Ten Planning Lessons from Old West Ghost Towns

Shakespeare ghost town, New Mexico

On a recent visit to Arizona and New Mexico, my son and I had the opportunity to visit/view three ghost towns – Fairbank, Arizona; Shakespeare, New Mexico; and Steins, New Mexico. Each had its own history to tell about the folks who once lived there. 

Based on these visits, it seemed that a list of planning lessons from these communities was appropriate. The list is NOT presented in order of importance, though the last three (3) are truly the most critical towards ensuring the long-term care and protection of these rich historic resources.

  • Don’t stake your claim or your community’s economy on just one industry. Diversify, diversify, diversify!

Stage Station entrance in Shakespeare

  • Accessing and accepting new modes of transportation are critical to long-term viability. Being on a stagecoach line does your community no good if it’s later bypassed by the railroad.
  • The use of the term “ghost town” can be expansive and often misleading. Specific standards as to what actually constitutes a “ghost town” should be established.

Gravesite in Fairbank ghost town, Arizona

  • The stories told by ghost towns are critical to learning from past mistakes in order not to repeat them.

  • Weak regulations more often than not lead to a degraded environment that will hinder your community’s long-term prospects of avoiding ghost town status.

Building in Fairbank, Arizona

  • Mineral-based boomtowns explode onto the landscape, only to often die out with a whimper once the vein(s) run out.

  • Some fortunate ghost towns like Jerome, AZ or Madrid, NM have roared back to life when artists re-discovered them.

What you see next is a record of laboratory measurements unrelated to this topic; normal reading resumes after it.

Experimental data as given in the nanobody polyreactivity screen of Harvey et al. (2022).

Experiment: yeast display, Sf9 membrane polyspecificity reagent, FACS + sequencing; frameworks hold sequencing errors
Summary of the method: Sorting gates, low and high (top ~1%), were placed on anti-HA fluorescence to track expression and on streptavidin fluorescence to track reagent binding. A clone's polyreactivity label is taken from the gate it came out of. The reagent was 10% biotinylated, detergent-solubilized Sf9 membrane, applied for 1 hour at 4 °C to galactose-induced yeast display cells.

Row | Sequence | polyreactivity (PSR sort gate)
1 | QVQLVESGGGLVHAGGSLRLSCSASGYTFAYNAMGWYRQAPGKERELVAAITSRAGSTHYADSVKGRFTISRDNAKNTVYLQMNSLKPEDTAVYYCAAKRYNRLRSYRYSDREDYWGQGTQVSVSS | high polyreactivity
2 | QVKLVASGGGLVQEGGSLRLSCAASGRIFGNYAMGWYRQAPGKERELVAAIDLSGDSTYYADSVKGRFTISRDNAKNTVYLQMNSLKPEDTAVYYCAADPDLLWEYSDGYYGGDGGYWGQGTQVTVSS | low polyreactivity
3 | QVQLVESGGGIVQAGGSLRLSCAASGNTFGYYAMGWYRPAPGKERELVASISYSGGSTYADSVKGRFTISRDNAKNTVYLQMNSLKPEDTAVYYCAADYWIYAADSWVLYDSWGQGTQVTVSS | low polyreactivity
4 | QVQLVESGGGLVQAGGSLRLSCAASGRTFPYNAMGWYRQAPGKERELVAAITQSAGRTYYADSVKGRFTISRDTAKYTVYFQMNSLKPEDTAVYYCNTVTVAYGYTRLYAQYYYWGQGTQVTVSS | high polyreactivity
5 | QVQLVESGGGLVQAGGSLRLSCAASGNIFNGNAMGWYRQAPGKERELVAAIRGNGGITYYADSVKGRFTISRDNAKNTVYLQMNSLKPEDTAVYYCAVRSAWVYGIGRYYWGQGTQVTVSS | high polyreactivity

Interior scene in Shakespeare

  • Ghost towns across the country should be designated with protected cultural and historic status to help limit the damage done by vandals and relic hunters.

Interior scene in Shakespeare

  • Individuals, non-profits, and governmental agencies like the National Park Service and the Bureau of Land Management, who strive to protect and/or conserve existing ghost towns, should be commended and supported.

Chuckwagon in Shakespeare

  • The planning profession should consider a new area of expertise and training that specifically tailors itself to the care, preservation, conservation, and maintenance of ghost towns: as well as how to address the unique challenges that await when a ghost town is rediscovered.

If you are as fascinated by ghost towns of the American West as I am, here are a few visual links to books on the subject via Amazon.com.*

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*A small commission is earned from purchases that are made using these links to Amazon. As an Amazon Associate I earn from qualifying purchases.


This entry was posted in adaptive reuse, Advocacy, agriculture, archaeology, architecture, art, cities, commerce, culture, economics, environment, fun, geography, Geology, historic preservation, history, infrastructure, land use, Mining, pictures, placemaking, planning, pollution, Railroads, revitalization, spatial design, Statistics, sustainability, topography, tourism, Trade, transportation, Travel, urban planning and tagged , , , , , , , , , , , . Bookmark the permalink.

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